Government representatives from around the world are currently meeting in Copenhagen to discuss climate change. In an op-ed piece published today in the New York Times, Steward Brand says that the view that there are two sides in the climate change debate is overly simplistic. He argues that there are actually four sides:

1. Denialists who believe that global warming is not man-made.

2. Skeptics who are uncertain if global warming is man-made.

3. Warners who believe that practical steps need to be taken soon to combat global warming.

4. Calamatists who say that drastic measures must be implimented immediately to avoid apocalyptic climate change.

Mr. Brand is correct in asserting that the climate debate is more complicated than some people think. However, the differences in opinion are more nuanced than the way he frames them.

Among “warners” there are those who are willing to impose heavy regulations and taxes to curb emissions, but others are unwilling, for political and economic reasons, to commit to binding agreements that could slow economic growth by forcing businesses to make their production processes and products more environmentally friendly. This divide is best represented by the positions of European countries, which favor binding agreements and much greater government intervention, and the US, which is only willing to take more modests steps for the time being.

There is also a rift between developing countries, which argue that the burden of combating climate change should fall on wealthier countries that are mostly responsible for creating the problem, and developed countries, which object to letting nations like China and India off the hook simply because their economies are less advanced.

Mr. Brand observes that prominent denialists and calamatists tend to be political figures or ideologues, whereas scientists are more likely to be skeptics or warners. But he fails to mention that there is a consensus in the scientific community that global warming is man-made, and skeptics constitute a very small minority in that field.

Obama’s Nobel Prize Acceptance Speech

December 11, 2009

Yesterday, President Obama visited Norway to accept the Nobel Peace Prize.  Many people reasonably believe that the president does not deserve the award after serving less than a year in office and not having achieved many tangible goals when it comes to foreign policy.  But regardless of whether or not he earned the prestigious prize, his acceptance speech was excellent.  It was very Niebuhrian, and it revealed that the president holds a view of the world and human nature that can be described as “Christian realism,” although he did not identify it in sectarian terms  He believes that man is flawed and frequenty behaves in unethical ways, but he also maintains that the human condition can be improved through acts of goodwill motivated by moral principles.  Having just escalated the war in Afghanistan, he argued that war is sometimes justified and necessary, but he balanced his adherence to just war theory by stressing the need to achieve a just peace that serves humanitarian aims.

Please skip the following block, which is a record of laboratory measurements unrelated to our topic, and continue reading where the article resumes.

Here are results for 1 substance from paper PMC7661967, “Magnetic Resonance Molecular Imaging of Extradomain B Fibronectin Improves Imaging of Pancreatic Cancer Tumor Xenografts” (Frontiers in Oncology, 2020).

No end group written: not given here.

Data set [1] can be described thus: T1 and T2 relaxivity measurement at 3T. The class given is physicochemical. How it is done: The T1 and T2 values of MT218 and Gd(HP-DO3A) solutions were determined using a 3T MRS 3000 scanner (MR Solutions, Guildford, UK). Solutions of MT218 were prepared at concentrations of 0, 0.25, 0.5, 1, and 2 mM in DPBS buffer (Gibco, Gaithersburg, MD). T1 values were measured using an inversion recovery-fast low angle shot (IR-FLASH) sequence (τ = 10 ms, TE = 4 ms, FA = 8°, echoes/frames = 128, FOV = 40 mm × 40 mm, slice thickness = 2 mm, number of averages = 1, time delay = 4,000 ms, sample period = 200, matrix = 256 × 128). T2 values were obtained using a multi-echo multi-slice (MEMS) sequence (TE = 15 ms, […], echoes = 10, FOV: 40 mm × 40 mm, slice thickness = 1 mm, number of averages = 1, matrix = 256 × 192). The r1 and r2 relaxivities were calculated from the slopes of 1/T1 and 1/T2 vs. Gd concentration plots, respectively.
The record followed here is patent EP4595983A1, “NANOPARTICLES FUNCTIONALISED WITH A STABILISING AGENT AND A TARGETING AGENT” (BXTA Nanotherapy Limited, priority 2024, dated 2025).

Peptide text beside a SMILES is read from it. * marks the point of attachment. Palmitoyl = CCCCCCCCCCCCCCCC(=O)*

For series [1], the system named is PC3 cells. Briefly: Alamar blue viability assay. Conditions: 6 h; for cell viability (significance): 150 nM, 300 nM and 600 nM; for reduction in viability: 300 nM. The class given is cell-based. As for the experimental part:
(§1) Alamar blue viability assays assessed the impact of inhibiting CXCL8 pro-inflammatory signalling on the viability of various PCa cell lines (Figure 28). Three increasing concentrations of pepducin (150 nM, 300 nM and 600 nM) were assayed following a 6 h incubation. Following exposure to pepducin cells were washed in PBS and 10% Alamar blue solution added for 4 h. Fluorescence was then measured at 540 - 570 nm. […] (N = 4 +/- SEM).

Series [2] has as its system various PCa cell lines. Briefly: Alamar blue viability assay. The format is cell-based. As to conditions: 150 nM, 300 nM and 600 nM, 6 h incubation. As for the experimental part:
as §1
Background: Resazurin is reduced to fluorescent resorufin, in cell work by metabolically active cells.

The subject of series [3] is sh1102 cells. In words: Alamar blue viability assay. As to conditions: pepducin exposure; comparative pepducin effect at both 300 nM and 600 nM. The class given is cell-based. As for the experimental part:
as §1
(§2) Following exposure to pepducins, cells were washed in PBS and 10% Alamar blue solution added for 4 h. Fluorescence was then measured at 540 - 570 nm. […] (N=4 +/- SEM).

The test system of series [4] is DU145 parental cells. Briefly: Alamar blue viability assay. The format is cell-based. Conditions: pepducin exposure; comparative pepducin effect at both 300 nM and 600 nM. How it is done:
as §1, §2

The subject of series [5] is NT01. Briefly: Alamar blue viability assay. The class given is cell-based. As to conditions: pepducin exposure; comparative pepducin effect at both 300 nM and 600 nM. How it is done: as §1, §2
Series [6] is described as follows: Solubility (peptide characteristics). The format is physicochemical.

In addition to promoting humanitarian realism, he advocated what international relations scholars refer to as “institutionalism” and “constructivism.”  Institutionalists believe that peace and progress can best be achieved by nations acting in concert through international institutions like the United Nations and World Trade Organization, and constructivists believe that changes in norms such as notions of sovereignty and human rights can improve global society.  In his speech, President Obama said that international alliances like NATO are needed to keep the peace, and he argued that the US and other countries should embrace humanitarian concepts out of enlightened self interest.

For information about Rienhold Niebuhr, who President Obama has cited as a major influence on his thinking, and Christian realism click on this link.  For another perspective on the international relations theory aspects of the president’s speech, read Daniel Drezner’s recent blog post on ForeignPolicy.com.